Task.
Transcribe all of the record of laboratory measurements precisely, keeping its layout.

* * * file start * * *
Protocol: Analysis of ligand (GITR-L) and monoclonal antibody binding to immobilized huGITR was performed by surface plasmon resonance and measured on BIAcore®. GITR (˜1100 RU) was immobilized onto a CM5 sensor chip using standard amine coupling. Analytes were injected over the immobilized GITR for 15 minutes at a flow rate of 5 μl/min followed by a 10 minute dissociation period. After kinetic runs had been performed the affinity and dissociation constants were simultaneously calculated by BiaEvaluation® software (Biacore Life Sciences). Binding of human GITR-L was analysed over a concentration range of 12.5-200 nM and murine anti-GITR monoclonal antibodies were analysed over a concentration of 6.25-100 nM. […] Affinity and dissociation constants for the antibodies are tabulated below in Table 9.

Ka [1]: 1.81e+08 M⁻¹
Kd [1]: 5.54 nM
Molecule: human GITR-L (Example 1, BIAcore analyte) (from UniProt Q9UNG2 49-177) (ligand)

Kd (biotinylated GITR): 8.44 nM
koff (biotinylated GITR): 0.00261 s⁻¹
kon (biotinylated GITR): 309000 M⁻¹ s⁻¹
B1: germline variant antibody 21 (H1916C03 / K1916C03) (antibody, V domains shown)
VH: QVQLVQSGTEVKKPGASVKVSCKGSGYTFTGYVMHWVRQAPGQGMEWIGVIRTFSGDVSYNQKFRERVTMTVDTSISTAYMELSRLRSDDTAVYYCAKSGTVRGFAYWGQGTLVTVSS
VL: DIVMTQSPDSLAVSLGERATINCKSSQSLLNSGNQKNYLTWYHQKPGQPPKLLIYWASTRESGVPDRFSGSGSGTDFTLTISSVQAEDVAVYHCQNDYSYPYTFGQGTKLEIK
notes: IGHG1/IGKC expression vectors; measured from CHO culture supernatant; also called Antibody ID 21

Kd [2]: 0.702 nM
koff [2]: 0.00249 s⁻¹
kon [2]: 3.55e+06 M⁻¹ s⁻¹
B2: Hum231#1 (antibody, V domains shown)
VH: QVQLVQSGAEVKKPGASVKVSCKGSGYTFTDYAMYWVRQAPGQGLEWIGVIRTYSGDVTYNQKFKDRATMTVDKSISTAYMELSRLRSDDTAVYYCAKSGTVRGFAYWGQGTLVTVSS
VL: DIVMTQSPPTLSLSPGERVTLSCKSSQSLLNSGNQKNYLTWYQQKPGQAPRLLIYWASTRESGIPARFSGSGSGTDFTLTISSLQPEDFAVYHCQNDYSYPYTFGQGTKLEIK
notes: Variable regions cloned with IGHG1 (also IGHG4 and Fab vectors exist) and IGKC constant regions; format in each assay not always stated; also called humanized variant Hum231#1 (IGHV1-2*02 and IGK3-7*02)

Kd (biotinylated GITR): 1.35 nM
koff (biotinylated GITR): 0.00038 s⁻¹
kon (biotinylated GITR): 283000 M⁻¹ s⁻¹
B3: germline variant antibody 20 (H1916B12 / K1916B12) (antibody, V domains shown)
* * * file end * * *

Protocol: Analysis of ligand (GITR-L) and monoclonal antibody binding to immobilized huGITR was performed by surface plasmon resonance and measured on BIAcore®. GITR (˜1100 RU) was immobilized onto a CM5 sensor chip using standard amine coupling. Analytes were injected over the immobilized GITR for 15 minutes at a flow rate of 5 μl/min followed by a 10 minute dissociation period. After kinetic runs had been performed the affinity and dissociation constants were simultaneously calculated by BiaEvaluation® software (Biacore Life Sciences). Binding of human GITR-L was analysed over a concentration range of 12.5-200 nM and murine anti-GITR monoclonal antibodies were analysed over a concentration of 6.25-100 nM. […] Affinity and dissociation constants for the antibodies are tabulated below in Table 9.

Ka [1]: 1.81e+08 M⁻¹
Kd [1]: 5.54 nM
Molecule: human GITR-L (Example 1, BIAcore analyte) (from UniProt Q9UNG2 49-177) (ligand)

Kd (biotinylated GITR): 8.44 nM
koff (biotinylated GITR): 0.00261 s⁻¹
kon (biotinylated GITR): 309000 M⁻¹ s⁻¹
B1: germline variant antibody 21 (H1916C03 / K1916C03) (antibody, V domains shown)
VH: QVQLVQSGTEVKKPGASVKVSCKGSGYTFTGYVMHWVRQAPGQGMEWIGVIRTFSGDVSYNQKFRERVTMTVDTSISTAYMELSRLRSDDTAVYYCAKSGTVRGFAYWGQGTLVTVSS
VL: DIVMTQSPDSLAVSLGERATINCKSSQSLLNSGNQKNYLTWYHQKPGQPPKLLIYWASTRESGVPDRFSGSGSGTDFTLTISSVQAEDVAVYHCQNDYSYPYTFGQGTKLEIK
notes: IGHG1/IGKC expression vectors; measured from CHO culture supernatant; also called Antibody ID 21

Kd [2]: 0.702 nM
koff [2]: 0.00249 s⁻¹
kon [2]: 3.55e+06 M⁻¹ s⁻¹
B2: Hum231#1 (antibody, V domains shown)
VH: QVQLVQSGAEVKKPGASVKVSCKGSGYTFTDYAMYWVRQAPGQGLEWIGVIRTYSGDVTYNQKFKDRATMTVDKSISTAYMELSRLRSDDTAVYYCAKSGTVRGFAYWGQGTLVTVSS
VL: DIVMTQSPPTLSLSPGERVTLSCKSSQSLLNSGNQKNYLTWYQQKPGQAPRLLIYWASTRESGIPARFSGSGSGTDFTLTISSLQPEDFAVYHCQNDYSYPYTFGQGTKLEIK
notes: Variable regions cloned with IGHG1 (also IGHG4 and Fab vectors exist) and IGKC constant regions; format in each assay not always stated; also called humanized variant Hum231#1 (IGHV1-2*02 and IGK3-7*02)

Kd (biotinylated GITR): 1.35 nM
koff (biotinylated GITR): 0.00038 s⁻¹
kon (biotinylated GITR): 283000 M⁻¹ s⁻¹
B3: germline variant antibody 20 (H1916B12 / K1916B12) (antibody, V domains shown)